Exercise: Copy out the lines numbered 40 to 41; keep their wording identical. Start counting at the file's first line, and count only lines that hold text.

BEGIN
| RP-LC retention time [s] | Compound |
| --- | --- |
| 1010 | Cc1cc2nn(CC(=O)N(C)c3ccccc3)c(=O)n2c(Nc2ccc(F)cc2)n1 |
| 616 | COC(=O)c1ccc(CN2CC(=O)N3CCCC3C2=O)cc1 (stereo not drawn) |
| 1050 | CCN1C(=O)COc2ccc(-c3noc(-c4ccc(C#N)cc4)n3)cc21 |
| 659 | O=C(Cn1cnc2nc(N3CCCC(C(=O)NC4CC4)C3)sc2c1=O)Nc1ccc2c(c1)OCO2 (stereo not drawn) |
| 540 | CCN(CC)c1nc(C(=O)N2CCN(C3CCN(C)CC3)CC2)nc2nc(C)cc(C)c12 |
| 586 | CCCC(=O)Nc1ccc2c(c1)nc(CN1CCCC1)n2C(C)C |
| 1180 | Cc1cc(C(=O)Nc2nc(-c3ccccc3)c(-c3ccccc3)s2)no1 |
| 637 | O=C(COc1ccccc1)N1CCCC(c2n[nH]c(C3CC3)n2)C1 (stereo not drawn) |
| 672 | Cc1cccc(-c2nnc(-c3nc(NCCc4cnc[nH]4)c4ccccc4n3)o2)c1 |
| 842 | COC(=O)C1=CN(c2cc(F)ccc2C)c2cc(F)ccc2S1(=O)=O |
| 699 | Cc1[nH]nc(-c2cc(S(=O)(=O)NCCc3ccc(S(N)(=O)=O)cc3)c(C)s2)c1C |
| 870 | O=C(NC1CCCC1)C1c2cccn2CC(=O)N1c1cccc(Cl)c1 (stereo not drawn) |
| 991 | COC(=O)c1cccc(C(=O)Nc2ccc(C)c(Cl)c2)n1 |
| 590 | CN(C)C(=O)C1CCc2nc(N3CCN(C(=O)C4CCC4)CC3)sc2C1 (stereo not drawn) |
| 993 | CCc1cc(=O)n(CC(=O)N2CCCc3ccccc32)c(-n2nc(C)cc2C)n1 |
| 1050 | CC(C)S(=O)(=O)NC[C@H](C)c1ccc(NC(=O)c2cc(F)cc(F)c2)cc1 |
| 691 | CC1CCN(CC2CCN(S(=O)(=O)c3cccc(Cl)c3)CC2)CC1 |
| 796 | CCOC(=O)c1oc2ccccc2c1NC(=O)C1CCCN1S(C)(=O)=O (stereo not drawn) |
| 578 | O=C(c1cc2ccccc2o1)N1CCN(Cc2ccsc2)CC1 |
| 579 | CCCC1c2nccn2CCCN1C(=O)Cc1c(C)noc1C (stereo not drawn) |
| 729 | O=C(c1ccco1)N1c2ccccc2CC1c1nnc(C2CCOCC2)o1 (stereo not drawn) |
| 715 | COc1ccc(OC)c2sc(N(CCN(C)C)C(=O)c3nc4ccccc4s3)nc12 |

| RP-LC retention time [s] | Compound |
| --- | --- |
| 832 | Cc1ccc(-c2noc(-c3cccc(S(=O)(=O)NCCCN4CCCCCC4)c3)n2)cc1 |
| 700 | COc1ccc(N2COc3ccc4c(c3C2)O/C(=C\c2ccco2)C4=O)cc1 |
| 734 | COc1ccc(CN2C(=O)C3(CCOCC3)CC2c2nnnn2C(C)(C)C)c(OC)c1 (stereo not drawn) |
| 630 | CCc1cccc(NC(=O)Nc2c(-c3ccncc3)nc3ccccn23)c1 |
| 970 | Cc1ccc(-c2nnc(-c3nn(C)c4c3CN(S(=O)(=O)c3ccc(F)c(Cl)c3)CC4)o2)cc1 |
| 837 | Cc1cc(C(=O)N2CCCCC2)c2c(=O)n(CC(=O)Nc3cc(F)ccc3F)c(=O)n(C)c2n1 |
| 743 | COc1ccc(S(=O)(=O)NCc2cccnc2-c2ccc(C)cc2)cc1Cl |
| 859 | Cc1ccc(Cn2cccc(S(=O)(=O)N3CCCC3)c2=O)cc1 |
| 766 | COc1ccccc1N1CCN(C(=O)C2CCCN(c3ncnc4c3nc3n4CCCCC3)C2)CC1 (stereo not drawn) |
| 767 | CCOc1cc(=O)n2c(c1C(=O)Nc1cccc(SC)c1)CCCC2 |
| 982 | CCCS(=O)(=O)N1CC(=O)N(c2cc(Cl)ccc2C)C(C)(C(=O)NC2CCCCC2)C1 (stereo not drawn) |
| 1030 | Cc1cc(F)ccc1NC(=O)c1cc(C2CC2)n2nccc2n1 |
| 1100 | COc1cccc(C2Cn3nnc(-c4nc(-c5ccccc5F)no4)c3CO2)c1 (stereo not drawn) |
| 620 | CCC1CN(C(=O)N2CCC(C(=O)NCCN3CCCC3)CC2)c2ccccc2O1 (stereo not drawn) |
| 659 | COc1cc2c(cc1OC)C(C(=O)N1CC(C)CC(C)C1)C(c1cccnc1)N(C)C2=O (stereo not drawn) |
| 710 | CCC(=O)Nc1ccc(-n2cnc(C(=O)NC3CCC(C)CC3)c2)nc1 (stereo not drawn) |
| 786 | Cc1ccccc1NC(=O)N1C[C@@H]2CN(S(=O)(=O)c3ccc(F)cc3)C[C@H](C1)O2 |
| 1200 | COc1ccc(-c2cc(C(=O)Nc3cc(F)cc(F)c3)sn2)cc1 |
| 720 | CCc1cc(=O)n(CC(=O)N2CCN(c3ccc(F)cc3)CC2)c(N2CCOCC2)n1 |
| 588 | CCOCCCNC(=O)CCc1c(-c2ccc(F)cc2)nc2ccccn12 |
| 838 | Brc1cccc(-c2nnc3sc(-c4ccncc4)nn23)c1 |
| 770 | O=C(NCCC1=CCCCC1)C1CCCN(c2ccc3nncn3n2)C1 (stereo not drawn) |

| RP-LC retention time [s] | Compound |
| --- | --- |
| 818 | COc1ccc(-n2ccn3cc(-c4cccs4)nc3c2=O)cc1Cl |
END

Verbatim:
| 620 | CCC1CN(C(=O)N2CCC(C(=O)NCCN3CCCC3)CC2)c2ccccc2O1 (stereo not drawn) |
| 659 | COc1cc2c(cc1OC)C(C(=O)N1CC(C)CC(C)C1)C(c1cccnc1)N(C)C2=O (stereo not drawn) |